First World War: Barking’s Victoria Cross hero Job Drain commemorated in new book
- Credit: Archant
One hundred years ago, a global war began that saw more than 16million people killed and a further 20m wounded. In this week’s feature to mark the centenary of the First World War, Sophie Morton finds out how the story of Barking’s own war hero is being told to a new audience.
The actions of Barking’s Victoria Cross hero Job Drain have been immortalised in a new book.
Historian Paul Oldfield has published the first of nine volumes covering every VC medal awarded on the Western Front during the First World War.
Job’s actions at Le Cateau in the very first month of the war saw him awarded the prestigious military medal.
“The first he knew about it was when he was informed the king wanted to see him,” said Paul, who retired from the Army himself three years ago.
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In his 36-year military career, Paul spent many days on the battlefields, which led to a desire to find out where the Victoria Cross action took place.
“Some things were flavour of the month for a while for getting a VC,” he explained.
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“At the start, it was rescuing guns, and later on it was rescuing other soldiers, until they discouraged it because too many lives were being lost.”
The series, which will feature all the war’s 492 Victoria Cross winners on the Western Front, has started with the 59 men who were awarded the medal between August 1914 and April 1915.
Part of the 37th Battery, Job held the rank of Driver when he volunteered to help Capt Douglas Reynolds recapture two guns on August 26, 1914.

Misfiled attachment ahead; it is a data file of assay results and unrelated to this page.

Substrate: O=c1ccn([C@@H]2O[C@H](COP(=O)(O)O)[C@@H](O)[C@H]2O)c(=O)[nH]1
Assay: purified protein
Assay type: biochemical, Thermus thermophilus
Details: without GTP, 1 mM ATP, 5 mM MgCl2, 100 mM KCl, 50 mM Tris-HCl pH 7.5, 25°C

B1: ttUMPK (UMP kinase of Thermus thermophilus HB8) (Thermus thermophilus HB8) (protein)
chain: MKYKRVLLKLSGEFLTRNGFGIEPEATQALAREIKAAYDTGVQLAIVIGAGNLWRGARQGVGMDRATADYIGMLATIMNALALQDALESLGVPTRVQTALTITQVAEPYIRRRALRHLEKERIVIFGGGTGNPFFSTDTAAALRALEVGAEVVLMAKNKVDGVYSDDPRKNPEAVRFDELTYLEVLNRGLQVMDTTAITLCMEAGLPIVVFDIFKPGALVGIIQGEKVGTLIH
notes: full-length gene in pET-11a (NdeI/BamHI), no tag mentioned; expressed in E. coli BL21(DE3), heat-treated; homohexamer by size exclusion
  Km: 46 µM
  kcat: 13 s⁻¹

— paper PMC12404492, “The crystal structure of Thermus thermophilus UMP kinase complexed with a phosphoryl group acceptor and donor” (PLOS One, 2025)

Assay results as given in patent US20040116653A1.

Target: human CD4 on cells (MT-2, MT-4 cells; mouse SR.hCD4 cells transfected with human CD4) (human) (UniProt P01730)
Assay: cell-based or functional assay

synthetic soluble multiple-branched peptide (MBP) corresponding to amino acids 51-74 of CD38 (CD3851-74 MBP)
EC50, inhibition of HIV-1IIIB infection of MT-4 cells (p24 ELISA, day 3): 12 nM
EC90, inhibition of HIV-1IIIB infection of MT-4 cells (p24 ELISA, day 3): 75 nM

“They were being shot at by the Germans from just 100 metres away,” said Paul.
“He was running alongside a horse and when the soldier on it was shot dead, he jumped on it and carried on.”
Job, Capt Reynolds and another soldier, Driver Frederick Luke, all received the Victoria Cross for their actions.
On returning to Barking after the war, his medal meant his life was set to change.
Paul added: “There was a ceremony in Barking where he was given a purse of gold and a watch.
“He was one of the VC winners to form a guard of honour at the internment of the Unknown Warrior in 1920.”
Paul, who also runs private battlefield tours for people wishing to trace where their ancestors fought or fell, has included a comprehensive biography of each of the winners of the military’s highest award.
Born in 1885, Job attended Barking Church of England School and enlisted in the army in 1912. He went into the reserves in 1919, where he was discharged with the rank of Sergeant in 1924.
He married Patricia Murray in 1919 and had two children, living in Barking until his death in 1975. There is a blue plaque commemorating his former address in Greatfields Road, as well as a bronze statue of him in Barking Broadway.